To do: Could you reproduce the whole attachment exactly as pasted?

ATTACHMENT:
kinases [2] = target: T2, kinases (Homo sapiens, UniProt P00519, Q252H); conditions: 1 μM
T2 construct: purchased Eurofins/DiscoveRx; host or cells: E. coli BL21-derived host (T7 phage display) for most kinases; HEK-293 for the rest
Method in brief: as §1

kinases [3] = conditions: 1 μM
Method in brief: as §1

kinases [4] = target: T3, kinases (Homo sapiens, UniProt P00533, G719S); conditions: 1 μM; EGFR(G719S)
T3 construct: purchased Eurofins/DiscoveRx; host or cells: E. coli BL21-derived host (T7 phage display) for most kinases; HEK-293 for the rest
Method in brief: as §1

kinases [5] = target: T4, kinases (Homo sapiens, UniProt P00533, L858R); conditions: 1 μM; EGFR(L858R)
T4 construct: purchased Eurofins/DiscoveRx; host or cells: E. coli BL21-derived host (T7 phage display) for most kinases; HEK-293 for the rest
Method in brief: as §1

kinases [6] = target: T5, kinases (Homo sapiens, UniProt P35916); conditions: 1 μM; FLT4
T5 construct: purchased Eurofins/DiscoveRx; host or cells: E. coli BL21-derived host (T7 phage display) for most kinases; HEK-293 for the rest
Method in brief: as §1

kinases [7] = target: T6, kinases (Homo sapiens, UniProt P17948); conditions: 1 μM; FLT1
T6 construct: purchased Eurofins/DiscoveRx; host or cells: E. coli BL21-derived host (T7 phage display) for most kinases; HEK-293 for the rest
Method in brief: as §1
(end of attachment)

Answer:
kinases [2] = target: T2, kinases (Homo sapiens, UniProt P00519, Q252H); conditions: 1 μM
T2 construct: purchased Eurofins/DiscoveRx; host or cells: E. coli BL21-derived host (T7 phage display) for most kinases; HEK-293 for the rest
Method in brief: as §1

kinases [3] = conditions: 1 μM
Method in brief: as §1

kinases [4] = target: T3, kinases (Homo sapiens, UniProt P00533, G719S); conditions: 1 μM; EGFR(G719S)
T3 construct: purchased Eurofins/DiscoveRx; host or cells: E. coli BL21-derived host (T7 phage display) for most kinases; HEK-293 for the rest
Method in brief: as §1

kinases [5] = target: T4, kinases (Homo sapiens, UniProt P00533, L858R); conditions: 1 μM; EGFR(L858R)
T4 construct: purchased Eurofins/DiscoveRx; host or cells: E. coli BL21-derived host (T7 phage display) for most kinases; HEK-293 for the rest
Method in brief: as §1

kinases [6] = target: T5, kinases (Homo sapiens, UniProt P35916); conditions: 1 μM; FLT4
T5 construct: purchased Eurofins/DiscoveRx; host or cells: E. coli BL21-derived host (T7 phage display) for most kinases; HEK-293 for the rest
Method in brief: as §1

kinases [7] = target: T6, kinases (Homo sapiens, UniProt P17948); conditions: 1 μM; FLT1
T6 construct: purchased Eurofins/DiscoveRx; host or cells: E. coli BL21-derived host (T7 phage display) for most kinases; HEK-293 for the rest
Method in brief: as §1